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Posts Tagged ‘contagion’

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Because our age puts my husband and me in a high-risk category for Covid-19 and because I know the pandemic won’t last forever, I’m going to try the doctor’s grocery-disinfecting techniques from the 13-minute video below. It’s a lot of work and most people will think it’s nuts. But there are some good tips here. And you know, unless you are a health-care worker or suddenly homeschooling, you do have time.

Among the easier tips: leaving nonperishables in the garage or on the porch for the three days it takes for the contagion to dissipate; buy only hot takeout and reheat it in the microwave or stove; toss the outer cereal box and just keep the inner liner; dump bread into a container you can seal and throw out the bread bag.

Most people could manage that, I think.

Meanwhile, I confess that I am washing bananas now, but I’m not yet at the doctor’s 20-second requirement. At first my husband said, “Wash bananas? They have their own skin and you throw it out.” But then he realized we weren’t talking about washing because you are going to eat the banana but because the outside of anything that unknown people have touched can spread germs around your house.

But he still wasn’t really on board. Then he read a New York Times article by infectious disease expert Michael T. Osterholm, here, called “It’s Too Late to Avoid Disaster, But There Are Still Things We Can Do” (!) and decided maybe we do have to up our game. We’re on our own. Watch the video, and let me know what you think.

On a more cheerful note, whenever I can get technology to work, it’s been a pretty great boon. We had a four-way chat with our kids on FaceTime yesterday that was fun and funny, and today I go online with What’s App or Skype to help an Afghan asylum seeker with her grad school application.

Hang in, Folks. This won’t last forever.

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Dr. Paul Farmer, the subject of a great Tracy Kidder book called Mountains Beyond Mountains, has spent many years delivering medical care — and working to alleviate poverty — in remote areas of Haiti. His nonprofit organization, Partners in Health, takes the word “partners” seriously. The teams do not tell the locals what is good for them but makes a point of learning from them and helping them get what they need.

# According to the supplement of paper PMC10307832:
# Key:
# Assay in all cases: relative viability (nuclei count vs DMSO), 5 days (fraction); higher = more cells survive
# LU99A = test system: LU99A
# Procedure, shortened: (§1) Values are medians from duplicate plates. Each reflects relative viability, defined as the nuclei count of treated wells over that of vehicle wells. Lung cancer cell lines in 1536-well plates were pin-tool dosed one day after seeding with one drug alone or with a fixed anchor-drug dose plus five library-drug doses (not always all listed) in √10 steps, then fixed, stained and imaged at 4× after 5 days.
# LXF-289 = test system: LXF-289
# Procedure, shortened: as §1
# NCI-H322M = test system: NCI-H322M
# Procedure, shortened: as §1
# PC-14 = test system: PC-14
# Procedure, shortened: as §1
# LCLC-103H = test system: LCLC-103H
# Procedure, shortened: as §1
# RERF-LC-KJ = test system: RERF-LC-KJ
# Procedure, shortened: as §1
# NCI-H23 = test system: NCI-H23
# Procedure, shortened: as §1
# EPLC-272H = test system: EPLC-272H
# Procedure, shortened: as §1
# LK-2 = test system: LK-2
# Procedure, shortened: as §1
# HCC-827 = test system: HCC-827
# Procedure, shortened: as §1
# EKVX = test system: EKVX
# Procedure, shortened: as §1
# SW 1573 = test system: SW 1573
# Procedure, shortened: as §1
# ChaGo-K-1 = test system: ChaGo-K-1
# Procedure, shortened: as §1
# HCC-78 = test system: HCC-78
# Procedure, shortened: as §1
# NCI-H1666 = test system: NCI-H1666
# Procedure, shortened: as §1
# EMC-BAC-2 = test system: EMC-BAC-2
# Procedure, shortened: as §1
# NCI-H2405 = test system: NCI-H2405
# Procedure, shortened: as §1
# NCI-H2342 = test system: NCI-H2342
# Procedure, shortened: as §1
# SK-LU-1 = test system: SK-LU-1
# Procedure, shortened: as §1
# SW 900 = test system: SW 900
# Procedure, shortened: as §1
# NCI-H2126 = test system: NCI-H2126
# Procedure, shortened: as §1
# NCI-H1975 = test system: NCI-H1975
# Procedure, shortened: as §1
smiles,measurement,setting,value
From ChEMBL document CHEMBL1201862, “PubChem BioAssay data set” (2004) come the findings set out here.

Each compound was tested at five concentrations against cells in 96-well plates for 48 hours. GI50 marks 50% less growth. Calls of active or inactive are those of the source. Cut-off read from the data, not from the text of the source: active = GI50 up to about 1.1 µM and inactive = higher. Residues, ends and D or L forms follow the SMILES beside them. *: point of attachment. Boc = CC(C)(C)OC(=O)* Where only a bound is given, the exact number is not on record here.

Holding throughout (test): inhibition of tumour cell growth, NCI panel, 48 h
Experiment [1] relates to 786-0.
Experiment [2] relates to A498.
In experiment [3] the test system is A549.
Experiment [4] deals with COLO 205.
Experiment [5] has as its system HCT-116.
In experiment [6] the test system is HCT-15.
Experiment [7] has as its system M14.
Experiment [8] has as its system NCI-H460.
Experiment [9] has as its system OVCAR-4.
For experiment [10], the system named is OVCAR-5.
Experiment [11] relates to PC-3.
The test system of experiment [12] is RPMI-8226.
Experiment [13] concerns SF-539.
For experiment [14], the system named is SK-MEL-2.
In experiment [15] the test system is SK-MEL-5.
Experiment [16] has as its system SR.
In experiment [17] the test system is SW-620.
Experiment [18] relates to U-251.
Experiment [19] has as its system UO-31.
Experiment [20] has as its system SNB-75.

In recent years, Farmer has been in demand in other countries, too. One focus area has been Rwanda. I liked a recent Boston Globe article on the approach to building a Partners in Health hospital there.

“The designers quickly realized that the challenge was not simply to draw up plans, as they had first thought, but rather to understand the spread of airborne disease and design a building that would combat — and in some cases sidestep — the unhealthy conditions common to so many hospitals.

“Learning from health care workers that hospital hallways were known sites of contagion, poorly ventilated, and clogged with patients and visitors, MASS Design decided that the best solution would be to get rid of the hallways. Taking advantage of Rwanda’s temperate climate, they placed the circulation outdoors, designing open verandas running the lengths of the buildings. …

“When it came to building, MASS Design looked at the Partners in Health model of involving local poor communities in health care, and realized that they could apply the same ideas to the construction process. The hospital was built entirely using local labor, providing food and health care for the workers. Unskilled workers received training that would help them get more work; and skilled laborers, notably the Rwandan masons who built the hospital’s exterior from carefully fitted together local volcanic stone, refined their craft and found themselves in demand all over the country. The construction process also beefed up local infrastructure — new roads and a hydroelectric dam — creating more jobs and literally paving the way for future projects.”

To paraphrase what Farmer often says, the biggest challenge to health is poverty. Read more.

Update on the designers from the June 19, 2012, Boston Globe.

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